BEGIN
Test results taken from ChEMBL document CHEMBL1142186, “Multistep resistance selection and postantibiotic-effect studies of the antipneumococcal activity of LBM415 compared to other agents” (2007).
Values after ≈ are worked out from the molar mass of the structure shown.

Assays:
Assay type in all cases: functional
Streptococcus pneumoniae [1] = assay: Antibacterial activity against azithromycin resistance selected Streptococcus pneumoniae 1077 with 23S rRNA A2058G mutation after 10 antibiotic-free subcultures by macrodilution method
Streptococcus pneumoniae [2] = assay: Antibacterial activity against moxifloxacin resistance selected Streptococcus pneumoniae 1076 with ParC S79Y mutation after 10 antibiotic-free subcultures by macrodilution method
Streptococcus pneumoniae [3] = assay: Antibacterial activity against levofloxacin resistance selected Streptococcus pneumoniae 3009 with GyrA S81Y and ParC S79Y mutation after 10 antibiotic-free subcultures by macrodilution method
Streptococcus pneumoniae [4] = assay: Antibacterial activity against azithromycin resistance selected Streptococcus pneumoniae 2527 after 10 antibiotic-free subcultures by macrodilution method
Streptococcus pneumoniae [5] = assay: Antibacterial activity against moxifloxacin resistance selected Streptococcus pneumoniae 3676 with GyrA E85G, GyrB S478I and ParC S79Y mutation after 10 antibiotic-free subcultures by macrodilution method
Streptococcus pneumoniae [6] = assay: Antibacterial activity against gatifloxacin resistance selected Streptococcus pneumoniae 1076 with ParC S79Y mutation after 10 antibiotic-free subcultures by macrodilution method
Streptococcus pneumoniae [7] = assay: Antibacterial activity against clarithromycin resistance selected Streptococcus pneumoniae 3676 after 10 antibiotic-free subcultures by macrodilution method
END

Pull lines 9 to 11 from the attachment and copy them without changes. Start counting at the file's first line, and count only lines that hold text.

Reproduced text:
Streptococcus pneumoniae [5] = assay: Antibacterial activity against moxifloxacin resistance selected Streptococcus pneumoniae 3676 with GyrA E85G, GyrB S478I and ParC S79Y mutation after 10 antibiotic-free subcultures by macrodilution method
Streptococcus pneumoniae [6] = assay: Antibacterial activity against gatifloxacin resistance selected Streptococcus pneumoniae 1076 with ParC S79Y mutation after 10 antibiotic-free subcultures by macrodilution method
Streptococcus pneumoniae [7] = assay: Antibacterial activity against clarithromycin resistance selected Streptococcus pneumoniae 3676 after 10 antibiotic-free subcultures by macrodilution method